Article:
4. Palm Springs, California
You may be thinking that September is too hot for a weekend in Palm Springs, but if you’re looking for an excuse to sip drinks by the pool, September is actually a strategic time to drop into town. From October to April, Palm Springs is overrun by warm weather-seekers escaping cooler destinations, but the desert city is still relatively quiet in September. The pool hangouts really are the main draw, but the city’s famed mid-century architecture, celebrated art museum and the historic Sunnylands estate in nearby Rancho Mirage are all worth changing out of your bathing suit for.
Plus, if the temperatures get too hot to handle, you can take a scenic drive up to iconic Joshua Tree National Park which is always notably cooler than Palm Springs.
5. Ann Arbor, Michigan
Have you dreamed of seeing a game in the University of Michigan’s “Big House,” famed for being the largest football stadium in the United States? Well, the Michigan Wolverines have a couple of home games in September, when it’s still nice and warm in Ann Arbor. Even if college football isn’t your passion, it’s worth making the trip to this mid-sized city just outside Detroit to experience the fanfare and sheer size of the crowd.
6. Chicago, Illinois
If you’re looking for a busy, big-city September getaway, Chicago is ready to deliver. The Windy City is infamously sweltering in the summer and bitterly cold in the winter months, but September is Chicago’s sweet spot.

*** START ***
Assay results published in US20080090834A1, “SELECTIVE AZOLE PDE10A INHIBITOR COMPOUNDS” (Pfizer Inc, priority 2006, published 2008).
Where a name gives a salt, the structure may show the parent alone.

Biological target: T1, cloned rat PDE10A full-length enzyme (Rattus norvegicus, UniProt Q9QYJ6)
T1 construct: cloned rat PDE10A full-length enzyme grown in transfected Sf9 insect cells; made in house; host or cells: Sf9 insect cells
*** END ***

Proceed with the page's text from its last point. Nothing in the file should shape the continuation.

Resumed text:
The month is also rife with Chicago festivals of all kinds: The Hyde Park Jazz Festival, a free fest with two outdoor stages, takes place September 28 and 29, and the Oktoberfest Chicago celebration of German culture takes place the same weekend, running from September 28 to 30. For those more interested in a culinary getaway, Chicago Gourmet, a food festival hosted by Bon Appetit featuring a line-up of celebrity chefs, is also scheduled for late September.
7. San Francisco, California
September is sports season in San Fran! Both the Dodgers’ and the 49ers’ seasons are in full swing, which means you can fit a game into a visit whether you’re a football or baseball fan (you can also zip across the Bay to watch the Oakland A's play, depending on where your fandom lies). September is temperate enough to comfortably get out on the water -- a nice Bay cruise is a must for first- (or even second- or third-) time visitors to San Francisco. Over the course of an hour you can take off from Fisherman’s Wharf (grabbing a seafood lunch while you’re there) and see both the Golden Gate Bridge and Alcatraz from the water.
Food is also an essential part of any trip to the Bay area and San Francisco really does offer some of the country’s best seafood experiences. If you’re not sure where to start, there are a number of foodie walking tours available, with guides leading guests through Chinatown, the Ferry Building, Little Italy, and a number of other areas. Edible Excursions even ties an eating tour into a trip to Alcatraz.
8. Austin, Texas